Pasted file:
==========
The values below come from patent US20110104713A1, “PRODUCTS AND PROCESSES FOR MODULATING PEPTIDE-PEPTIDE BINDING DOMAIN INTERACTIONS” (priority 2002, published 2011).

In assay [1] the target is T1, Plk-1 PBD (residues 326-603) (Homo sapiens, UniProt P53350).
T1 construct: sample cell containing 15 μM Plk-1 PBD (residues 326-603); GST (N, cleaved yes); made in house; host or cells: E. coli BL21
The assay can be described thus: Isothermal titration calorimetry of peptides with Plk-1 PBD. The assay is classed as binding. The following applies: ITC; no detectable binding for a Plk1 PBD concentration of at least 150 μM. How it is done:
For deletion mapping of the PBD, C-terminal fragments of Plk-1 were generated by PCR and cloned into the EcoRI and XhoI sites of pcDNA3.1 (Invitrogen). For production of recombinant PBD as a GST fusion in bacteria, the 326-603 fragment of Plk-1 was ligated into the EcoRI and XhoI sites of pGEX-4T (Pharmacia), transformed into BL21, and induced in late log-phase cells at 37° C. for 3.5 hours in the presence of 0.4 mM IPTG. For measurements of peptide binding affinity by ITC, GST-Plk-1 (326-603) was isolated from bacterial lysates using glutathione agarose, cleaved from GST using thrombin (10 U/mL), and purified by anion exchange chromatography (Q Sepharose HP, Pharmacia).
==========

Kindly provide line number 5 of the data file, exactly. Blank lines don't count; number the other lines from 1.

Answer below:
For deletion mapping of the PBD, C-terminal fragments of Plk-1 were generated by PCR and cloned into the EcoRI and XhoI sites of pcDNA3.1 (Invitrogen). For production of recombinant PBD as a GST fusion in bacteria, the 326-603 fragment of Plk-1 was ligated into the EcoRI and XhoI sites of pGEX-4T (Pharmacia), transformed into BL21, and induced in late log-phase cells at 37° C. for 3.5 hours in the presence of 0.4 mM IPTG. For measurements of peptide binding affinity by ITC, GST-Plk-1 (326-603) was isolated from bacterial lysates using glutathione agarose, cleaved from GST using thrombin (10 U/mL), and purified by anion exchange chromatography (Q Sepharose HP, Pharmacia).